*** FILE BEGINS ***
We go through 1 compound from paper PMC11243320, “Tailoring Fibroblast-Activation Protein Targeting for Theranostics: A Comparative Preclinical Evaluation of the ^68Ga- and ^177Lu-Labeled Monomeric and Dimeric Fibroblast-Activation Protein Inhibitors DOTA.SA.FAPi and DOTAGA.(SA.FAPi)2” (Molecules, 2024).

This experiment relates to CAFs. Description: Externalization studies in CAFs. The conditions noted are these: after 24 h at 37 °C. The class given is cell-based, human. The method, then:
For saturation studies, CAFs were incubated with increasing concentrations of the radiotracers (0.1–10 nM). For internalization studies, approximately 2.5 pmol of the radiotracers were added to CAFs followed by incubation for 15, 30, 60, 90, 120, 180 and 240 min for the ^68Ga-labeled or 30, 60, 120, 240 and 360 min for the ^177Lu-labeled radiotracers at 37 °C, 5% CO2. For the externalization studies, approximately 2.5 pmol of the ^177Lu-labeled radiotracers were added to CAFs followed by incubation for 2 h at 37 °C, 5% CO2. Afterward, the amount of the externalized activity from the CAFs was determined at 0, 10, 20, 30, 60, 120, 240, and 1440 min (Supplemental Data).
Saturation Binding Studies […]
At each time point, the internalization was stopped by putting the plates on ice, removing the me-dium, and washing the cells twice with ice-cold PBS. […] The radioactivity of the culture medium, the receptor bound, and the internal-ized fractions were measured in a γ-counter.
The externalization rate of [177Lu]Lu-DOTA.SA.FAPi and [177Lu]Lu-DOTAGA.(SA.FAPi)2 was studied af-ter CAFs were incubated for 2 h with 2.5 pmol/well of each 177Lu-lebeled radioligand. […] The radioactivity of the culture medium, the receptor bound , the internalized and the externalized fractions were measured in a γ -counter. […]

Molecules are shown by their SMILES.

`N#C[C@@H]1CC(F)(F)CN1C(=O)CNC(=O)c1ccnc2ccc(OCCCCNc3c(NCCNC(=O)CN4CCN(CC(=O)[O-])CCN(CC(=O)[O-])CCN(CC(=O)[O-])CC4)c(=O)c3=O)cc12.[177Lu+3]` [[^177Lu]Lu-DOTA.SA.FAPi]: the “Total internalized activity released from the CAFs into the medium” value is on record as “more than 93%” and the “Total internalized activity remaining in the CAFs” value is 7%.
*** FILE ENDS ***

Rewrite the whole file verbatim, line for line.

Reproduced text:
We go through 1 compound from paper PMC11243320, “Tailoring Fibroblast-Activation Protein Targeting for Theranostics: A Comparative Preclinical Evaluation of the ^68Ga- and ^177Lu-Labeled Monomeric and Dimeric Fibroblast-Activation Protein Inhibitors DOTA.SA.FAPi and DOTAGA.(SA.FAPi)2” (Molecules, 2024).

This experiment relates to CAFs. Description: Externalization studies in CAFs. The conditions noted are these: after 24 h at 37 °C. The class given is cell-based, human. The method, then:
For saturation studies, CAFs were incubated with increasing concentrations of the radiotracers (0.1–10 nM). For internalization studies, approximately 2.5 pmol of the radiotracers were added to CAFs followed by incubation for 15, 30, 60, 90, 120, 180 and 240 min for the ^68Ga-labeled or 30, 60, 120, 240 and 360 min for the ^177Lu-labeled radiotracers at 37 °C, 5% CO2. For the externalization studies, approximately 2.5 pmol of the ^177Lu-labeled radiotracers were added to CAFs followed by incubation for 2 h at 37 °C, 5% CO2. Afterward, the amount of the externalized activity from the CAFs was determined at 0, 10, 20, 30, 60, 120, 240, and 1440 min (Supplemental Data).
Saturation Binding Studies […]
At each time point, the internalization was stopped by putting the plates on ice, removing the me-dium, and washing the cells twice with ice-cold PBS. […] The radioactivity of the culture medium, the receptor bound, and the internal-ized fractions were measured in a γ-counter.
The externalization rate of [177Lu]Lu-DOTA.SA.FAPi and [177Lu]Lu-DOTAGA.(SA.FAPi)2 was studied af-ter CAFs were incubated for 2 h with 2.5 pmol/well of each 177Lu-lebeled radioligand. […] The radioactivity of the culture medium, the receptor bound , the internalized and the externalized fractions were measured in a γ -counter. […]

Molecules are shown by their SMILES.

`N#C[C@@H]1CC(F)(F)CN1C(=O)CNC(=O)c1ccnc2ccc(OCCCCNc3c(NCCNC(=O)CN4CCN(CC(=O)[O-])CCN(CC(=O)[O-])CCN(CC(=O)[O-])CC4)c(=O)c3=O)cc12.[177Lu+3]` [[^177Lu]Lu-DOTA.SA.FAPi]: the “Total internalized activity released from the CAFs into the medium” value is on record as “more than 93%” and the “Total internalized activity remaining in the CAFs” value is 7%.